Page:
The rumors circulating that the administration might in the next week finally present a draft AUMF against the Islamic State causes me to ask: What is the point of a new AUMF?
Military operations against al Qaeda and its associates and the Taliban – in Afghanistan, Pakistan, Yemen, Somalia, and almost certainly (according to Mark Mazzetti and other journalists) in many other countries not made public – have been justified under the sunset-less 2001 AUMF. The President has also maintained (in his September 23, 2014 WPR letter) that he is conducting the armed conflict against the Islamic State pursuant to his “constitutional and statutory authority as Commander in Chief (including the authority to carry out [the 2001 and 2001 AUMFs]) and as Chief Executive, as well as my constitutional and statutory authority to conduct the foreign relations of the United States.” The President added that “it is not possible to know the duration of these deployments and operations,” and that he would “continue to direct” the use of force against the Islamic State “as necessary to protect and secure U.S. citizens and our interests against the threat posed by ISIL.” In short, President Obama has claimed statutory and constitutional authority to use force against al Qaeda and its affiliates, and the Islamic State, in several countries around the world on an indefinite basis.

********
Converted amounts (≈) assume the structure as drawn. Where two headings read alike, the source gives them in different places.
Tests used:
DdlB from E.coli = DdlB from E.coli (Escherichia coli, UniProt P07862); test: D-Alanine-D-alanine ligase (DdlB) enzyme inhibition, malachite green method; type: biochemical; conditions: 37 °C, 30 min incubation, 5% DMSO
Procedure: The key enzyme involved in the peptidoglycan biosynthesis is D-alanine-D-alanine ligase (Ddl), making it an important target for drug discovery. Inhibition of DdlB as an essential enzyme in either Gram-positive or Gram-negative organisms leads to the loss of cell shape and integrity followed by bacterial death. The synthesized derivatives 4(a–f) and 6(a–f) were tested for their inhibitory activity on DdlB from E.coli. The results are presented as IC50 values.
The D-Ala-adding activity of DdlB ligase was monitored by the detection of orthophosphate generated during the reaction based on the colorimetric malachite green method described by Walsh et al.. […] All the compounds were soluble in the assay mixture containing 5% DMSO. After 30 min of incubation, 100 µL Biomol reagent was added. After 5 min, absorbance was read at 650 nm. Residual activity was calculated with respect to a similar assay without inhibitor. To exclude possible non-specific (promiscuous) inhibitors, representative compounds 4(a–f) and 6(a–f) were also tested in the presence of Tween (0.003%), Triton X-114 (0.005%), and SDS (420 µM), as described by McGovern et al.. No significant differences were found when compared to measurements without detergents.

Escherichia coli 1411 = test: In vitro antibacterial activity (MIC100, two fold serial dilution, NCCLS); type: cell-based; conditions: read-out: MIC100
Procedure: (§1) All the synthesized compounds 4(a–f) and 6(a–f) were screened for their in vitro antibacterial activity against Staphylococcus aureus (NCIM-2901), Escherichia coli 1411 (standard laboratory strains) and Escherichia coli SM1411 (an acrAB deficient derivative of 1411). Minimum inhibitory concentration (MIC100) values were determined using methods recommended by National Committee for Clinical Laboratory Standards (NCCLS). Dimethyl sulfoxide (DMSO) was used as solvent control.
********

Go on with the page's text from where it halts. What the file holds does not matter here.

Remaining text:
If Congress gives the Obama administration the broad and open-ended AUMF for the Islamic State that the administration appears to want (see Sunday’s NYT op-ed for links), what will Congress have accomplished? The short answer: nothing in terms of substantive authorities, a bit in terms of democratic deliberation, but not nearly enough overall.
In a new AUMF for the Islamic State Congress would give its contemporary imprimatur to the conflict, presumably preceded by a debate about its wisdom and efficacy. Hopefully the American people would be better informed about what is at stake, and our enemies better informed about our resolve. The president would also have additional legal and especially political cover for fight against the Islamic State. But the broadly interpreted 2001 AUMF would remain in place, as would the President’s very broad interpretation of the 2001 AUMF to apply to the Islamic State, and the precedent of many months of practice under that interpretation. The idea that the enactment of a broad new AUMF will mark a reassertion of Congress’s constitutional prerogatives on basic questions of war is a bit of a joke. A broad new AUMF that essentially ratifies the authorities the President has claimed for months under the 2001 AUMF – a new AUMF, in other words, that the President’s actions make clear he can do without – will not by constitute a reassertion of congressional prerogative.